The SSV DAO is excited to announce that Jato-v2 is live and officially open to the public. This testnet is identical to the version currently running on mainnet and opens up the mainnet-like testing environment for everyone to try. This also means the time has come to shut down Jato-v1. This blog post will give you the shutdown timelines, an overview of what’s new in Jato-v2, and important links to docs and migration guides.
- What’s New in Jato-v2
- Migration guides & documentation
Jato-V2’s Journey: From Closed Testing to Open Access
While the ssv.network mainnet rollout progresses through Limited Launch, the next phase is steadily approaching. The Launch phase will see the SSV DAO’s launch partner staking applications go live on the protocol, with the verified operators managing their validators. This is the first time a DVT network will be tested at scale on mainnet Ethereum! Don’t miss out, more alpha is coming soon on Mainnet Call #3.
Testing since the beginning of the mainnet rollout, Jato-v2 has emerged as the new official ssv.network testnet. It runs alongside the mainnet and is the same version that has been used in closed testing since Pre-launch. To ensure that each phase of the rollout is thoroughly examined, Jato-v2 was closed to the community, until today.
Now that the protocol is transitioning to the Launch phase, the last phase — Permissionless Launch — is in sight. This means making Jato-v2 available to everyone so they can get a taste before the protocol goes fully permissionless later in Q4.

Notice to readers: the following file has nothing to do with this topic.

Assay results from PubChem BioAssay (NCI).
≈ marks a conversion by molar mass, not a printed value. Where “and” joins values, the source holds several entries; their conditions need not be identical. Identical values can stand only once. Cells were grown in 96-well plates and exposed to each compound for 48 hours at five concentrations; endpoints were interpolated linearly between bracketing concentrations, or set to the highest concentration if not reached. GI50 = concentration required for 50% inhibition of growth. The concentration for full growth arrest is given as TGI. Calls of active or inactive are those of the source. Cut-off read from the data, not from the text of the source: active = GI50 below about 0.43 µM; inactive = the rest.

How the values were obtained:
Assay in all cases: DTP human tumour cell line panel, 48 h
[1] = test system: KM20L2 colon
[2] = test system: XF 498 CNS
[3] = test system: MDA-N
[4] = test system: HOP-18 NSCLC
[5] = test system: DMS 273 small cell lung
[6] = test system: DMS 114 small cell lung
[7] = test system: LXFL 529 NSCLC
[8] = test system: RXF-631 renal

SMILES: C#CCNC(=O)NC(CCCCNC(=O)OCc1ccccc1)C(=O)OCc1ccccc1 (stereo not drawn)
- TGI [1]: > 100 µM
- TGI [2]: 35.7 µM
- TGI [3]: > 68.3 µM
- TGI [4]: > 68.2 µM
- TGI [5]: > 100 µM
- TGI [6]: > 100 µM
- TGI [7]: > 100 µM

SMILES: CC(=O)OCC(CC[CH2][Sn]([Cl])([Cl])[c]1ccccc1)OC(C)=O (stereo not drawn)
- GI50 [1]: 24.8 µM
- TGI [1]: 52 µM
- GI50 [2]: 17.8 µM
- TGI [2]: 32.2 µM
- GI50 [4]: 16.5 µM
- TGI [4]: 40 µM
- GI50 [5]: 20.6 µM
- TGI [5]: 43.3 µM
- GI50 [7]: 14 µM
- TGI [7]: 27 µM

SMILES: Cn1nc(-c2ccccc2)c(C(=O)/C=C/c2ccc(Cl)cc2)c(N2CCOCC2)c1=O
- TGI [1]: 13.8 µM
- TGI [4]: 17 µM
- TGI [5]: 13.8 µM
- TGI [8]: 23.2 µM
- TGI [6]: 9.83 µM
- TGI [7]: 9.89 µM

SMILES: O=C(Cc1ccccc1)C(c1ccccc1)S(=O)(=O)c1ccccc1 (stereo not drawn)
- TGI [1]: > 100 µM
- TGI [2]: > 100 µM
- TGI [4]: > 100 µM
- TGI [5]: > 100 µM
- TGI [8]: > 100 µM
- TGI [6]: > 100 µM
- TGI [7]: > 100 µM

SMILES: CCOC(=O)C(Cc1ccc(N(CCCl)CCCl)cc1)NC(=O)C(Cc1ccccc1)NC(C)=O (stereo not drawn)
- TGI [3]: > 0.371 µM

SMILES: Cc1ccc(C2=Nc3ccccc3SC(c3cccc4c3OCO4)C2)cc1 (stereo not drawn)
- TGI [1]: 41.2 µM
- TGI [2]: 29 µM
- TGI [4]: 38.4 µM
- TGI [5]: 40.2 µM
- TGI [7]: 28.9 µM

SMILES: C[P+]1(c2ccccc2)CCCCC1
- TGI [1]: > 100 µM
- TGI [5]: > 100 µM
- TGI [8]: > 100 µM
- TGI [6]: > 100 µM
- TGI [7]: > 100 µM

From the 4th of September, Jato-v2 will become permissionless, meaning anyone can test out the latest implementation of the ssv.network protocol. While testers get acquainted with the new version of the protocol, there will be a migration period of 2 weeks in which all Jato-v1 users should move over to v2. On the 18th of September, Jato-v1 will be shut down.
Jato-v2: What’s new?
Optimizing the SSV Node & Spec has enabled an increase in performance and security. Anyone can test out the new features that are currently live on mainnet. The following are updates and features included in the new testnet:
- New contract architecture
The ssv.network smart contract architecture has changed to an ERC-2535 Diamond Standard to extend contract functionality. This move has empowered the core team to weave greater modularity, scalability, and gas efficiency into the contracts. The standard has been simplified to render it more accessible to the network.
Internal reviews and audits were conducted on the smart contracts during the previous phases. This heralded a few important updates that were implemented, among them frontrunning and replay attack mitigation.
- MEV support
The SSV Node now fully supports MEV and, by extension, validators in the network that want to participate in MEV opportunities. For a deep dive into the integration of MEV in DVT, read the official blog post.
- Operator metadata
The Operator metadata section has been significantly improved; in Jato-v1, metadata only allowed operators to set their names.